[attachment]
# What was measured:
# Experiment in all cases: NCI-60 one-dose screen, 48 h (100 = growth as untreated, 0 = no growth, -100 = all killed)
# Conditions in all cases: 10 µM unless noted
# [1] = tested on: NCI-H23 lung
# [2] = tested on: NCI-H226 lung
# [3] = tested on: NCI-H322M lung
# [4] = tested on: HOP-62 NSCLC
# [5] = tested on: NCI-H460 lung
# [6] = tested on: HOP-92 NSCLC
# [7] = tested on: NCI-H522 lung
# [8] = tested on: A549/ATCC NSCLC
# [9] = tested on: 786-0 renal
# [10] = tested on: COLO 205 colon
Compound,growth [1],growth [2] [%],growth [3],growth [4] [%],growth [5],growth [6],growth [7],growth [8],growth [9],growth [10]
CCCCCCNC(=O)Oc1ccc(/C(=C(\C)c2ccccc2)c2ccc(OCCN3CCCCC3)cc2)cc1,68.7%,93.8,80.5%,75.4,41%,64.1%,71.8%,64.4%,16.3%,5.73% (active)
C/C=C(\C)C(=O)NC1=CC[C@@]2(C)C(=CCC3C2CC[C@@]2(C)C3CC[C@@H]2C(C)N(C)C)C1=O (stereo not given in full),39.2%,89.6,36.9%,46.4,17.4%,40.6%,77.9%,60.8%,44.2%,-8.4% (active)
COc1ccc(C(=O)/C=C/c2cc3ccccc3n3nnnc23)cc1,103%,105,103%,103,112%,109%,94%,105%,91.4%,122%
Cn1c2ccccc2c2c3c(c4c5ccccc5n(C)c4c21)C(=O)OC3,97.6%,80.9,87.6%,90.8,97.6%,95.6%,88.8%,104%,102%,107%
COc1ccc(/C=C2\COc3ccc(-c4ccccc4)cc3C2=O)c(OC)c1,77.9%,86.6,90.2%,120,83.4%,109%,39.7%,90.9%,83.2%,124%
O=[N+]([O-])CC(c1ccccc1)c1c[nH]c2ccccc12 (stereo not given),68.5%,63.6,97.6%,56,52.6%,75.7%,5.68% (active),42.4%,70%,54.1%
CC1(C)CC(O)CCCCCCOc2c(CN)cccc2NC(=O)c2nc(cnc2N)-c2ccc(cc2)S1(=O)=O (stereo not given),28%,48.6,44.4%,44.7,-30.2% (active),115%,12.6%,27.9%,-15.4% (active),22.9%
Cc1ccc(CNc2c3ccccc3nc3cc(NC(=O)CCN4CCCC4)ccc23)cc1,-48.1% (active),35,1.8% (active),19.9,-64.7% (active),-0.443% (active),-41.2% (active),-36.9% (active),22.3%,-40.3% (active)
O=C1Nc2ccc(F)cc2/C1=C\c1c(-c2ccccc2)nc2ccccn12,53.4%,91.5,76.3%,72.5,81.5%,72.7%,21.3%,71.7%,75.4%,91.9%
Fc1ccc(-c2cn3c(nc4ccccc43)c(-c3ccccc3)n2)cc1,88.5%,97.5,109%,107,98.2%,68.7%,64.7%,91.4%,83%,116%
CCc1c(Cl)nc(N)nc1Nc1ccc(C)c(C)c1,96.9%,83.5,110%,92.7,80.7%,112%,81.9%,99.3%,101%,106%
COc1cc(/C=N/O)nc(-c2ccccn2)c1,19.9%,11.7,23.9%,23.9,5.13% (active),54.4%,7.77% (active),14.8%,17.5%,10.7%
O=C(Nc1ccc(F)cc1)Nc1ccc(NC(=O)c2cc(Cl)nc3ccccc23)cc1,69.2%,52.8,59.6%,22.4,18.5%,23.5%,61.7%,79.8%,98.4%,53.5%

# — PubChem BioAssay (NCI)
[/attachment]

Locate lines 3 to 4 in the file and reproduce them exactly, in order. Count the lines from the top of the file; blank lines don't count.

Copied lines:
# Conditions in all cases: 10 µM unless noted
# [1] = tested on: NCI-H23 lung